I’d sent a Freedom of Information Act request to the New York State Thruway Authority, whose public information officer stalled me. One year later I learned my hunch was correct. Back then I asked: Would it have been a matter of time before that same malfunction occurred in the second batch plant although both were prepped, inspected and tested identically?

A project source told me: yes, the second plant would have malfunctioned, which I suspect was why the agency stalled, then refused to provide the documents I sought in the request.

One year after that accident, Governor Cuomo ruled on Freedom of Information Law (FOIL). His office reviewed each project-related FOIL request with a fine-tooth comb, sources told me as the FOIL request hit snags that were more like stone walls.

Never stop asking questions.

I’d like to know what you think.

Copyright © Janie Rosman and Kaleidoscope Eyes 2020

Second Outreach Center closes; New Exit 10; SUP Work continues; Toll Relief for Local Residents

What remained of the Tappan Zee Bridge lingered into 2019: its east anchor span was to be demolished, then weather intervened, and then it happened. A new configuration to Thruway Exit 10 eliminated a portion of the loop, where motorists could exit to Clinton Avenue; second and third traffic patterns for the exit were to follow.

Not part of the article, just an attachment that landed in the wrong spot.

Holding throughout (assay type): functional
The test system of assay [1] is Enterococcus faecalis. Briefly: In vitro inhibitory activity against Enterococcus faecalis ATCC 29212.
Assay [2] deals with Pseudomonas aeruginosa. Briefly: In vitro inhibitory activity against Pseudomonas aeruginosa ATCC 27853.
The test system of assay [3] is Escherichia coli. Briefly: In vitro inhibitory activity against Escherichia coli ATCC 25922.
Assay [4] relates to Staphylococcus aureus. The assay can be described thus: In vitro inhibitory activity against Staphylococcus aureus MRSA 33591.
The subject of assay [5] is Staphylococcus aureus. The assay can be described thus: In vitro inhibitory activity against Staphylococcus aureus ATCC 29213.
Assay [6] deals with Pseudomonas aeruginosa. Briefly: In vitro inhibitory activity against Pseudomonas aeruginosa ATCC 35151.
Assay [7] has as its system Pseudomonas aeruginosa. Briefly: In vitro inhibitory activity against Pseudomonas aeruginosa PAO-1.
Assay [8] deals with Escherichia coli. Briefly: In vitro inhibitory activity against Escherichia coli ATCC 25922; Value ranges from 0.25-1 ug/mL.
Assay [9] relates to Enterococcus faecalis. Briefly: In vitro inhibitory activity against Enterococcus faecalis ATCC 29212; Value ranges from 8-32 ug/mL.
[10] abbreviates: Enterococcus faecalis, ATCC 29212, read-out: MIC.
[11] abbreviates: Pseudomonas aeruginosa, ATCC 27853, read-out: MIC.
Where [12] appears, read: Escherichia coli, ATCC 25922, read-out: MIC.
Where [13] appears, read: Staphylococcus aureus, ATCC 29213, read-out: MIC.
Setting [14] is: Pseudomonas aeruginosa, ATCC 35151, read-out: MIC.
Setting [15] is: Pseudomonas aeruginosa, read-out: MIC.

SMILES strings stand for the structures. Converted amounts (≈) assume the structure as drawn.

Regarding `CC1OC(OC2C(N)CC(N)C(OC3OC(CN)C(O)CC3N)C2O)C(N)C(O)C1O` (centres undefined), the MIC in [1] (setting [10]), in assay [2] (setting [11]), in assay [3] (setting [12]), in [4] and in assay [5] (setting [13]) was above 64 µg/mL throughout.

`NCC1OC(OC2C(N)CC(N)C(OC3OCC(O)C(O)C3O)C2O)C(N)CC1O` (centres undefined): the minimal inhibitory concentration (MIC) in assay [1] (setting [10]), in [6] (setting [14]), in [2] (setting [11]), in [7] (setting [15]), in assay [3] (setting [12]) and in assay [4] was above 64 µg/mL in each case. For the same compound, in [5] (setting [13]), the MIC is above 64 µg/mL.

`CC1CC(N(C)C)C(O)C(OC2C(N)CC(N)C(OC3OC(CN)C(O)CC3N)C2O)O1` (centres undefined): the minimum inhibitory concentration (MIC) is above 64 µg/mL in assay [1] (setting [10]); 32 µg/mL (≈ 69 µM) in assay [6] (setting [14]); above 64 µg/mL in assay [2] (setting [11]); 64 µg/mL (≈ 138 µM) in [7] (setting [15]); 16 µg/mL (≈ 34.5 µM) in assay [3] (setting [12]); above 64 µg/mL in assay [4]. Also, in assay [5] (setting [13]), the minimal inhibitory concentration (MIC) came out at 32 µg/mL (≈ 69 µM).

Work continued on the westbound span’s path and connecting spur path, the old bridge’s supports were disappearing, and four Peregrine falcon chicks needed names. The west anchor span was removed, local students named the chicks, new webcams showed progress on the landings, and my mom took her first car trip across the new bridge.

Low turnout was reported at July’s toll advisory panel meetings; ArtsWestchester and the Thruway Authority asked artists to propose ideas for a mural and bicycle racks. A broken car on en route to the iconic concert 50 years ago became a “how we met” story for their children and grandchildren.

Come fall, New Yorkers chose a new state license plate (some wanted the design above, which was not one of the five choices), and further changes were made to Exit 10 yet did not relieve traffic. People noticed the I Lift NY left the project site five years after its arrival in Piermont.

A completely reconfigured Exit 10 opened in early October, one scenic overlook was completed the following month, and residents of bridge-bordering counties learned about minimal future toll increases. Although the Nyack Outreach Center closed this month, educational programs continue into spring/summer.

The path, its hours to be determined, is expected to open sometime next year.

It would have been wiser not to leave my hat on the bus: temps were freezing that day! Photo/Gov. Cuomo’s staff